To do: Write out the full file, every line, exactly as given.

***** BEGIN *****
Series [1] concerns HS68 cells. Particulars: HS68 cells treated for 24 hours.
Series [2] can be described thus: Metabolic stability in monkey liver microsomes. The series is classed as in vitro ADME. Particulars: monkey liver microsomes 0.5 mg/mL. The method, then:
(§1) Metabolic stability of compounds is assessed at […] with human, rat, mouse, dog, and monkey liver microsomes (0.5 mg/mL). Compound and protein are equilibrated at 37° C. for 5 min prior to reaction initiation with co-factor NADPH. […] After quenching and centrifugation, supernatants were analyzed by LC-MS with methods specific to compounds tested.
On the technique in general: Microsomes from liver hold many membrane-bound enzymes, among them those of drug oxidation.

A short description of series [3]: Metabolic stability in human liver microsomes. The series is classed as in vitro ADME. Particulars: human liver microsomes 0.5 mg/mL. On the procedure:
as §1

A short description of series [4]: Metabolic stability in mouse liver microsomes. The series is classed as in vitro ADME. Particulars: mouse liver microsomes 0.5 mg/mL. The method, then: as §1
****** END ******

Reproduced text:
Series [1] concerns HS68 cells. Particulars: HS68 cells treated for 24 hours.
Series [2] can be described thus: Metabolic stability in monkey liver microsomes. The series is classed as in vitro ADME. Particulars: monkey liver microsomes 0.5 mg/mL. The method, then:
(§1) Metabolic stability of compounds is assessed at […] with human, rat, mouse, dog, and monkey liver microsomes (0.5 mg/mL). Compound and protein are equilibrated at 37° C. for 5 min prior to reaction initiation with co-factor NADPH. […] After quenching and centrifugation, supernatants were analyzed by LC-MS with methods specific to compounds tested.
On the technique in general: Microsomes from liver hold many membrane-bound enzymes, among them those of drug oxidation.

A short description of series [3]: Metabolic stability in human liver microsomes. The series is classed as in vitro ADME. Particulars: human liver microsomes 0.5 mg/mL. On the procedure:
as §1

A short description of series [4]: Metabolic stability in mouse liver microsomes. The series is classed as in vitro ADME. Particulars: mouse liver microsomes 0.5 mg/mL. The method, then: as §1